It depends. Although we have witnessed the exponential growth of computer performance over the past four decades, its very likely that we will reach the theoretical limit in the near future. For example, the size of transistors is very close to the limit where electrons can easily tunnel through the gate insulator and switching off the transistor becomes difficult. Although using novel designs like high-K insulators and 3D transistors can make devices even smaller, the fundamental limit still exist. Another limit is power consumption. Our state-of-the-art devices consume 6~7 orders of magnitude more power than the Landauer limit, a theoretical limit predicted by thermodynamics. Besides we can never reach the Landauer limit because at this point the error rate due to thermal fluctuations becomes unacceptable. So there is not much room for improvement in the energy efficiency either.
That being said, the Landauer limit does not prohibit the computer to solve the problems using more efficient algorithms. For example, the quantum algorithms running on quantum computers can bring exponential improvements to certain problems like factorizing large numbers, quantum system simulation, and solving gigantic systems of linear equations. If we can solve the decoherence and scalability problems, even a microchip containing only 1000 qubits can quickly solve problems that would take billions of years for even the fastest supercomputers to solve (so called “quantum supremacy”).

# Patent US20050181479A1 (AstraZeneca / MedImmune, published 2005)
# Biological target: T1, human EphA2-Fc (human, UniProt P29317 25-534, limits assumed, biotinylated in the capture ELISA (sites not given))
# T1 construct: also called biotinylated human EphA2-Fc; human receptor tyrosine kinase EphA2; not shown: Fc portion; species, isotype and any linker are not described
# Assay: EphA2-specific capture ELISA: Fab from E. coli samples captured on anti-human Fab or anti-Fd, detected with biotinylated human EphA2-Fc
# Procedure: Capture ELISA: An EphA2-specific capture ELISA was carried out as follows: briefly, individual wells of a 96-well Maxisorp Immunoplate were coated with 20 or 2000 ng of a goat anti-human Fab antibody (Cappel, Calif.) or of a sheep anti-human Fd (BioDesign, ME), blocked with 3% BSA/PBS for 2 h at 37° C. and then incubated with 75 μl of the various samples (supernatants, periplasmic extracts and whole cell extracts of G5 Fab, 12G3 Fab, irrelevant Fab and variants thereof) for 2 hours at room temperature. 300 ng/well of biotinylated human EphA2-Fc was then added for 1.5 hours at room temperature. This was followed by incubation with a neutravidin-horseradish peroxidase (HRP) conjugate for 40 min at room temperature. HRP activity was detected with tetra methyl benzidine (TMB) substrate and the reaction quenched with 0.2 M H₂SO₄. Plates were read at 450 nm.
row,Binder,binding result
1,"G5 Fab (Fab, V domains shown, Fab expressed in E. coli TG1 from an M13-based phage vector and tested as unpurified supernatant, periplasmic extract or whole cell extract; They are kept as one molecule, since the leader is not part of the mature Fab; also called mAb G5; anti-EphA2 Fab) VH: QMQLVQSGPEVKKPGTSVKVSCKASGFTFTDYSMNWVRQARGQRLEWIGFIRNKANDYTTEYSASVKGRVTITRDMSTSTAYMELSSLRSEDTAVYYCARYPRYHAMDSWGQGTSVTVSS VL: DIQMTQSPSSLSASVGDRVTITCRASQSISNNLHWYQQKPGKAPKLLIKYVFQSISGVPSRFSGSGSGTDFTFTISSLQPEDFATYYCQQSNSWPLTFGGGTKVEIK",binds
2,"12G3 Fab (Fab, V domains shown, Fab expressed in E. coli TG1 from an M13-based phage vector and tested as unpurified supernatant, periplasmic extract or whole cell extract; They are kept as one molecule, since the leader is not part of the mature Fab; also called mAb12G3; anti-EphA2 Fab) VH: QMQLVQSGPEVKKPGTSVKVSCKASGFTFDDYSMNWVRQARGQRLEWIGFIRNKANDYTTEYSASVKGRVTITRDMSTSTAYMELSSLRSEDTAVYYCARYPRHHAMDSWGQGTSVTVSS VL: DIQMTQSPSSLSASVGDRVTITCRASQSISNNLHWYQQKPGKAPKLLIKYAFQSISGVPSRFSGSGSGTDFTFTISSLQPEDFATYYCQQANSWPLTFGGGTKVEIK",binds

Another way to bypass the Landauer’s limit is using reversible algorithms. Landauer limit doesn’t prohibit zero-power computation as long as no data is erased in the process. If we can design a special algorithm that can cancel out all intermediate results instead of simply erasing them while leaving only the final result, we may be able to do complex computations while consuming little power. And like quantum algorithms, reversible algorithms cannot run on conventional CMOS devices (the building blocks of modern computers), but more exotic ones like superconductors.
However, even if these novel computers are invented, they can only solve some specific problems with very high efficiency, otherwise they are not much different from conventional computers.